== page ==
Week 3: North Branford (1-1) at Branford (2-0), 7 p.m.
BRANFORD – The border war is back, at least for one night only.
It took one school’s closing, another program halfway across the state dropping its varsity team and a game of schedule musical chairs for the Branford and North Branford football teams to finally play against each other once again, for probably this season alone, on Friday night.
“For us, it’s just an opponent on Friday night,” Branford coach John Limone said. “The stakes are a little higher because it’s a border war.”
The two programs haven’t played against each other since the Reagan administration.
“Yeah, we haven’t played them since 1985,” said Limone, a Branford graduate who played in the late 1990s and early 2000s. “We used to scrimmage a lot. We’d see each other at camp. I played here and it was always the woulda, coulda, shoulda, kind of thing going around.”
Since the last time the two teams faced off Branford has gone to two state championship games and won the Class MM title in 2005 while North Branford has reached three state title games. Both teams had simultaneous playoff squads in 2005 and 1996.
Branford’s players say the hypothetical talk still exists between the two sides.
“That definitely adds motivation,” Branford quarterback Sean Kelly said. “I really want to have a good game and show them who is better and end all the talk.”
Creed-New Haven closed in May, leaving an opening in the Hornets schedule for week three.
Originally Branford filled the void with its Thanksgiving rival – East Haven – which also had a void in its schedule, meaning the schools would play twice this season.
Less than a month later, Nonnewaug announced it was dropping to junior varsity, leaving open dates for its 10 Pequot League opponents, including North Branford.
The matchup seemed too good to be true.
“What happened was… really lucky,” Limone said. “It’s cool. Really it was a stroke of luck. It was a stroke of luck that we’re getting to play this game.”
The matchup pits a 2-0 Branford team – looking for its first 3-0 start since 2009 – and 1-1 North Branford, which is coming off an overtime loss against Pequot Sassacus Division favorite Cromwell/Portland.
While Branford’s side is pumped up, longtime North Branford coach Mark Basil said he doesn’t believe the rivalry is there anymore, at least not from the north’s perspective.
“For me, I’ve been in North Branford, living here, for 23 years and the Branford-North Branford (rivalry) was before my time,” he said. “I know for guys before me, it was a big deal. It hasn’t hit me as anything big (now).”
He added that he hasn’t heard any of his players talk about it either.
“It’s not at all anything you would think,” he said. “Back in the 70s that’s the way it was. I haven’t heard that from them. I don’t feel that coming from them.”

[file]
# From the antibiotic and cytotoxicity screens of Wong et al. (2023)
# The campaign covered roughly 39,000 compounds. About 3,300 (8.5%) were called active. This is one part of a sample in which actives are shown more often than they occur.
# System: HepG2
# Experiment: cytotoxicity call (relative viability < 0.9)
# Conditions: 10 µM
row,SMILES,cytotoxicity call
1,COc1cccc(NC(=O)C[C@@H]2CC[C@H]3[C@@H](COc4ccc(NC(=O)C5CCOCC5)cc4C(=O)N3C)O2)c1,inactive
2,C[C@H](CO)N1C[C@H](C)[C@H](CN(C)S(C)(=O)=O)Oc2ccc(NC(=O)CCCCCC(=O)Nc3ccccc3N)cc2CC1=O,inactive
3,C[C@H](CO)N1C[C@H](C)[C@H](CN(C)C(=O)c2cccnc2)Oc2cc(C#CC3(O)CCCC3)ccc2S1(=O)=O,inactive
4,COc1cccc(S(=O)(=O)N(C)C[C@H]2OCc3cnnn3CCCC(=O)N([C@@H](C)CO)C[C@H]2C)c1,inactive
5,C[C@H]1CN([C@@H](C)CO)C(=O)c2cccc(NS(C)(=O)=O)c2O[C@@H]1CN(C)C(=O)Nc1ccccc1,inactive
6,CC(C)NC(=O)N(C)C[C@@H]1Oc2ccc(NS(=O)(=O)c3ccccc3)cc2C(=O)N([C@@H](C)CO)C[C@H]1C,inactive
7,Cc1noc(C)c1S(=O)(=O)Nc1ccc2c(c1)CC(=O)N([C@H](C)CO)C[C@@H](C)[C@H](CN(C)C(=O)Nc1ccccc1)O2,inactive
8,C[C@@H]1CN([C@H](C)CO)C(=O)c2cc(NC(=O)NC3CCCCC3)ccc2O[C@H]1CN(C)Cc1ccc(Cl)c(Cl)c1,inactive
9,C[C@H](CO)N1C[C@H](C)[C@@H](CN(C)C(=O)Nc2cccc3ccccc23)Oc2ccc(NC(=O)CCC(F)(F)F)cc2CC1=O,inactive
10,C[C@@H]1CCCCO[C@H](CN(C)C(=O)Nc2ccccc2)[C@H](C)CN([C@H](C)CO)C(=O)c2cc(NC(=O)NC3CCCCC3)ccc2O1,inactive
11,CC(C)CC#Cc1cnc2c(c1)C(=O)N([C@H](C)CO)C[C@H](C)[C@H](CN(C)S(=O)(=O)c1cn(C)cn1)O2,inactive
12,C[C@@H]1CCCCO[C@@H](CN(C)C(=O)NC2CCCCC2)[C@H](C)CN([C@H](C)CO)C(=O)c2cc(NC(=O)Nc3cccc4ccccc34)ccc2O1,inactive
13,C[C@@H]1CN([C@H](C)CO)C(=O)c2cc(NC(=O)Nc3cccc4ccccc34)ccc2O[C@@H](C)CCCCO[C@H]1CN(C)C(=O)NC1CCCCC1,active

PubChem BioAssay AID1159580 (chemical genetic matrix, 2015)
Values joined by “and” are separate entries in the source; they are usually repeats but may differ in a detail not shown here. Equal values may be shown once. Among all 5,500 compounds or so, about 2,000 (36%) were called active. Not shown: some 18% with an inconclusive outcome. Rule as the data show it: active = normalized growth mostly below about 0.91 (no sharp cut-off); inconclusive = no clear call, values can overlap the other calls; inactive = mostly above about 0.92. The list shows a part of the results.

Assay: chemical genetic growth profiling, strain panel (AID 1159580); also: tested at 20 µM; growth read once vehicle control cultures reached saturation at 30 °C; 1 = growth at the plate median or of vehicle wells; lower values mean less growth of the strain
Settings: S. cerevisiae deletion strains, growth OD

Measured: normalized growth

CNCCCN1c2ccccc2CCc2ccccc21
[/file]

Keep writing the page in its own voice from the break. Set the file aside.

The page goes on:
Basil, though, is looking forward to seeing where he team stacks up against an out of conference opponent.
“Whenever we have an opportunity to play outside the league the see where we compare,” he said. “That’s important to all of us.”
For two towns that are right next to each other, it remains odd to some that the two programs have not crossed paths for 33 years.
“Not playing against them all through youth was kind of weird considering they’re the town over from us,” Branford senior Jackson Seward said. “So, we’re definitely excited for what we call a border war.
“We can’t wait to play on Friday. We’re excited.”
Seward, who is returning to the lineup after missing last week’s game due to injury, should be excited. He wants to be just like his father.
Don Seward was on the 1985 Hornets squad that shut out North Branford.
“They won 34-0,” Seward said. “I’m hoping to follow in his footsteps.”
Some of the players grew up playing against each other. Some of them have gone to the same restaurants and ice cream parlors. Generally speaking, they have crossed paths everywhere except under the Friday night lights.
“We’re definitely excited to play against them,” Branford senior linebacker Chris Bouton said. “We just have a chance to prove which Branford is better. Hopefully, it’s the one without the ‘North’ that comes out on top.”
Branford is 2-0 for the first time since 2016 and is looking to improve to 3-0 for the first time since 2009. That season, the Hornets finished 7-3.
This season, the Hornets defeated Lyman Hall and Stonington mainly without Seward, their top player.
The senior running back and linebacker was injured in week one and missed the game last week. Younger players have stepped up, allowing the Hornets to win in spite of his absence.
“It’s speaks a lot about the kids that had to step in and fill that role,” Limone said. “We have to have that next-guy-up mentality.”
Players like Amari Phillips, Nick Chieffo, Ryan Hanniford, AJ Robinson, Bobby Olejarczyk, Spencer Landsbach, Cameron Mills have all stepped up to fill spots opened due to injuries.
In Seward’s absence, junior quarterback Sean Kelly has risen to the occasion and has picked up where he left off last season.
“Last year he came along and took every rep for us at quarterback,” Limone said. “He’s a smart kid, he’s a tough kid, he’s a good leader. Thanksgiving last year he had a big time break out game.”
In his final game of his sophomore season Kelly accounted for four touchdowns — two in the air and two on the ground — in the Hornets’ victory over East Haven.
In the first two games of his junior season, Kelly has thrown for 224 yards and three touchdowns and has added 189 yards and one touchdown on the ground. “I took it upon myself to step up,” Kelly said. “I think it translated on the field.”
Defensively, senior Chris Bouton has done more than enough in Seward’s absence. Last week against Stonington alone he had 10 tackles, three for a loss and two sacks – in the first half.
“He’s really a force for us,” Limone said.